RICHMOND -- Scores of Chevron supporters and foes debated the company's $1 billion refinery modernization project late into the night Tuesday in front of city leaders who are expected to pass judgment next week on whether to grant the oil company's appeal of the Planning Commission's conditional approval of the project.
Jennifer Hernandez, the lead environmental review attorney retained by the city to analyze Chevron's project, said that without the Planning Commission's additional recommendations, the project caps greenhouse gas emissions at current levels, reduces the amount of sulfur refining capacity from previous proposals and makes the facility safer.
More than 400 people turned out to the hearing at the Richmond Auditorium. Chevron officials, employees and many residents implored the City Council to accept the current conditions, which have also been supported by city staff and consultants.
At least 200 people signed up to address the council for two minutes each. The meeting stretched late into the night and ended with less than half the speakers having had their time. The council
is expected to hear the remaining speakers and vote on Chevron's appeal on July 29.
Observers expect Mayor Gayle McLaughlin and Vice Mayor Jovanka Beckles to support the Planning Commission's more stringent requirements, while council members Nat Bates and Corky Booze are likely to side with Chevron. Councilmen Tom Butt, Jim Rogers and Jael Myrick represent the swing votes. Butt said earlier in the week that he wants to see more community investments from Chevron than the proposed $60 million over 10 years as a condition of his approval.
Chevron officials on Monday reversed their previous position and agreed to an alternative, dubbed Alternative 11, that caps greenhouse gas emissions and reduces sulfur-processing levels. State Attorney General Kamala Harris has stated her support of Alternative 11.
"This project balances the good of the company and the community," said refinery General Manager Kory Judd. "The Planning Commission adopted amendments proposed by outside groups, some of whom have stated goals to stop the continuation of our business."
In its agenda report, city staff and consultants supported Alternative 11 and recommended the council reject the commission's recommendations on grounds that they are not legal and are "factually contradicted by substantial evidence on record."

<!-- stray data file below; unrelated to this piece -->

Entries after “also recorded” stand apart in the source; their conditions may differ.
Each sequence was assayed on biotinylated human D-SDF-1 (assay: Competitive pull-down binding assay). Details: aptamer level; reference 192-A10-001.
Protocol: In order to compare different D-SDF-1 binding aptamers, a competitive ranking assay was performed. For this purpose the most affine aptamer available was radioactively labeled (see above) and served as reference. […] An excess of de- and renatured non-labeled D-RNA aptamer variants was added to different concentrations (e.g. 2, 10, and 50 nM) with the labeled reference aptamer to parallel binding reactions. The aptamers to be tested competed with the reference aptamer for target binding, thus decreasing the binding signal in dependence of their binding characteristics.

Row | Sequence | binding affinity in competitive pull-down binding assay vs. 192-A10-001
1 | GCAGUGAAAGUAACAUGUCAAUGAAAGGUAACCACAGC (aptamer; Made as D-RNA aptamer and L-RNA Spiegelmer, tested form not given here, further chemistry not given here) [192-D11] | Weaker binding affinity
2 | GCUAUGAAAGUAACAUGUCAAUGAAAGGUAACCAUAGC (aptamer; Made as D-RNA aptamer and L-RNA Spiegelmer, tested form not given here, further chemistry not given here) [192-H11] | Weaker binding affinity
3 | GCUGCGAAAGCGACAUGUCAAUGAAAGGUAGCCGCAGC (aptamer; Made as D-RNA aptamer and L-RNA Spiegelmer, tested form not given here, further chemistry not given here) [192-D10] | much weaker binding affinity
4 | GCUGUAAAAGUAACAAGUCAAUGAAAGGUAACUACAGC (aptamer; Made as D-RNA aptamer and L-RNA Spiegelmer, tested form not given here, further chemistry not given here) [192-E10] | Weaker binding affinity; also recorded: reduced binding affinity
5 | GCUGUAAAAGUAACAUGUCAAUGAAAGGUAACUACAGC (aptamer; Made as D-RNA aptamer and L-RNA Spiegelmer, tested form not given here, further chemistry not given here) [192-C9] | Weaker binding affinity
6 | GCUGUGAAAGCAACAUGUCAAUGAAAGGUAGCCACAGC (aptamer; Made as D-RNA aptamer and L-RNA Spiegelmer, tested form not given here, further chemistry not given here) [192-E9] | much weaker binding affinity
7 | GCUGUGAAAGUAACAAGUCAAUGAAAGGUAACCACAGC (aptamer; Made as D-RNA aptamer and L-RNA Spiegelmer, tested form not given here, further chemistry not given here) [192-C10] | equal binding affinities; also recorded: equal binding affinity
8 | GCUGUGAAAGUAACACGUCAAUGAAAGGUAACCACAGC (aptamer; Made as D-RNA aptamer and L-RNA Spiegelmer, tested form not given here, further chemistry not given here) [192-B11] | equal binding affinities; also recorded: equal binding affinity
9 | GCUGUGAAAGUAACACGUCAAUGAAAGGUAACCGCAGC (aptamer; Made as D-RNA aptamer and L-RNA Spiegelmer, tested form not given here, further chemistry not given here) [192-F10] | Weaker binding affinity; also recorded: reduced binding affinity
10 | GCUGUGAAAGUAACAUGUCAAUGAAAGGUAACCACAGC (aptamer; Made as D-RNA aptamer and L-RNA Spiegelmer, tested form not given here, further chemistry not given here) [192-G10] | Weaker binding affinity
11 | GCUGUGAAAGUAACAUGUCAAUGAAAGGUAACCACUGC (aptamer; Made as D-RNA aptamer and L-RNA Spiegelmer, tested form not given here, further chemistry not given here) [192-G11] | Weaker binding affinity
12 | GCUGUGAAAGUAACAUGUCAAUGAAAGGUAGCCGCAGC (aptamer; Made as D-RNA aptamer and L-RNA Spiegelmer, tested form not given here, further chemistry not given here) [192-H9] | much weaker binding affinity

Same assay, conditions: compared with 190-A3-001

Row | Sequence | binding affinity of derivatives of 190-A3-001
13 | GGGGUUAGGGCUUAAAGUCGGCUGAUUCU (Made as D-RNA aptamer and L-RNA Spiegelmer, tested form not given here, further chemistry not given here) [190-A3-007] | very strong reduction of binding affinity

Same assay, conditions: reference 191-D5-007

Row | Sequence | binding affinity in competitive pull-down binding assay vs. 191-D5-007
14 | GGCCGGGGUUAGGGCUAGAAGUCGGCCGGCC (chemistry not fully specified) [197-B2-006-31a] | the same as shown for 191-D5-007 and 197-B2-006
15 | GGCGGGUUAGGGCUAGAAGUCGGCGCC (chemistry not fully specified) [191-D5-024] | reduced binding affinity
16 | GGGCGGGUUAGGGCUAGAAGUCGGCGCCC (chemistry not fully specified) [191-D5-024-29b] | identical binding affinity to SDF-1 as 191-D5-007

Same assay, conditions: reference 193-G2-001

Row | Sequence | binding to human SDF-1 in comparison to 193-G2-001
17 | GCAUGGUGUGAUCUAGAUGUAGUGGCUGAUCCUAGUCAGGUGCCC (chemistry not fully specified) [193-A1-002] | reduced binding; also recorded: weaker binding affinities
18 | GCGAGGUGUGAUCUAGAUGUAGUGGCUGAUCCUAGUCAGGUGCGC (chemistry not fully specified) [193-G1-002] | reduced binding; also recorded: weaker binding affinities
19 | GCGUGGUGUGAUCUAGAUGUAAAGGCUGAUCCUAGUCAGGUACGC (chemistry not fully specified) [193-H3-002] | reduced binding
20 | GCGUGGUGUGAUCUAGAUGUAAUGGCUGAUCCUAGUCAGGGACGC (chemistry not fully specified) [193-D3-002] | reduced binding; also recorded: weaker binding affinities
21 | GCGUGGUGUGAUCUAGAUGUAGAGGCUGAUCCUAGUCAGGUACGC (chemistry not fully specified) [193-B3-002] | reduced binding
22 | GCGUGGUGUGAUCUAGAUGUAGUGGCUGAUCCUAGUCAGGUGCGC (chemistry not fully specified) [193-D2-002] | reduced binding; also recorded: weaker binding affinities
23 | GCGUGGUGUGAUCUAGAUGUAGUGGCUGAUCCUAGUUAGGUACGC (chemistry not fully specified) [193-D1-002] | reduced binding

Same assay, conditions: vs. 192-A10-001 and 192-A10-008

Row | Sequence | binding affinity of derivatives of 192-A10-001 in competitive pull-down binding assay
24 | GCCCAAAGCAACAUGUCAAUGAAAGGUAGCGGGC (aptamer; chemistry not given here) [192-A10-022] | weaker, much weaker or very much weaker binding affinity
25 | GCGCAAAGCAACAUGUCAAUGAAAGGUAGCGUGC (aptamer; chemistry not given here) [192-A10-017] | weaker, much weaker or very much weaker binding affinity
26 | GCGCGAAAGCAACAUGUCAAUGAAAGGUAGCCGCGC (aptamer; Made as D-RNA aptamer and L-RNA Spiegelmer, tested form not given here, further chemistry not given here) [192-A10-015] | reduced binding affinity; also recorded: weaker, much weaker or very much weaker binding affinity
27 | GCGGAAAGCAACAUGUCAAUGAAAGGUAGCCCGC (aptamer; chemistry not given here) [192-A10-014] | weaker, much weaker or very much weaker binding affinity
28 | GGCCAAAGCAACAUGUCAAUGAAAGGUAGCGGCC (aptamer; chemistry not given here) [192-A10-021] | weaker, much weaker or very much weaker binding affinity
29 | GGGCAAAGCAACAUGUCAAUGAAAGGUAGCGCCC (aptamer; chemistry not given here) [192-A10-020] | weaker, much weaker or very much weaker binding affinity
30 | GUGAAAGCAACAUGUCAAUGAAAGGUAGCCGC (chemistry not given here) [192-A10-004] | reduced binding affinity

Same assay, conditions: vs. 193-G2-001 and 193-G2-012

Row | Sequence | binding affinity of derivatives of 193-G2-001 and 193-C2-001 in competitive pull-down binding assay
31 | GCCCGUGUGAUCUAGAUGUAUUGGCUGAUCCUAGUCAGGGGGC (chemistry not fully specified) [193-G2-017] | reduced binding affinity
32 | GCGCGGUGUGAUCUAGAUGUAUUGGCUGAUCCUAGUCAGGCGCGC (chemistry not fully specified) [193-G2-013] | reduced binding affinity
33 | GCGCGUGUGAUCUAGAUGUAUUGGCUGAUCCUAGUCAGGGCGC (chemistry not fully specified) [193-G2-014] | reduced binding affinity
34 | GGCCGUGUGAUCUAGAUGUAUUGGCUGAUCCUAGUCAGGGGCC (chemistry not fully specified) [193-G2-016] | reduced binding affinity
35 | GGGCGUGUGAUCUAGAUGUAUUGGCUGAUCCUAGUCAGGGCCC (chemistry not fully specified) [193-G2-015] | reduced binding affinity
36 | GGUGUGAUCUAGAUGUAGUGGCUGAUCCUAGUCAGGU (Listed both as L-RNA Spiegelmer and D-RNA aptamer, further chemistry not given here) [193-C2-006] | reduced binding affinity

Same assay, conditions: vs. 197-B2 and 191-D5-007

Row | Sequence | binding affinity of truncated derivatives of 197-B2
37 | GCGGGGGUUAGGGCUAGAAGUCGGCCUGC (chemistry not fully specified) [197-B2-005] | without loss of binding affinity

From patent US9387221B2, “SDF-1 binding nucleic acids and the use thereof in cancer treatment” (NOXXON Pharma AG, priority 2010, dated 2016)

But activist groups and others urged council support of the commission's recommendations, which include requirements for new piping throughout the refinery, $8 million per year until 2050 in community investments in green energy programs, and steeper reductions on a range of emissions. They also cautioned the council to remember the refinery's history of accidents and the health and environmental consequences.
"This is an extreme oil project," said Greg Karras, a senior scientist for Communities for a Better Environment. "Its most basic change is to refine more high-sulfur gas oil, (and Alternative 11) may have been the real project all along."
Another commission supporter, mayoral candidate Mike Parker, said the city should require the oil company to provide funding to Doctors Medical Center, the financially beleaguered hospital in nearby San Pablo that faces closure.
"Chevron has responded to community pressure, Alternative 11 was only included as a response to community pressure," Parker said.
The crowd was dominated by Chevron supporters, many of them workers at the refinery and union members who stand to gain from some 1,000 expected jobs associated with the project. Many wore shirts and brandished signs supporting the proposal.
"It appears that 100 percent of Chevron employees support the project," Butt wrote on his Facebook page during the meeting.
Union workers in support industries also turned out.
But environmental watchdogs held out hope that the council would wring more concessions out of the process and hold fast to at least some of the conditions favored by the Planning Commission.
"In terms of community health, what is being proposed and recommended by city staff is a tiny improvement from where we are today," said Denny Larson, executive director of Global Community Monitor. "There is still a shot the council will support the Planning Commission's full mitigation package."
The main project components include replacing a 1960s hydrogen plant with more modern technology. The modernization would give the refinery flexibility to process crude oil blends, including those with higher levels of sulfur.
Contact Robert Rogers at 510-262-2726. Follow him at Twitter.com/sfbaynewsrogers.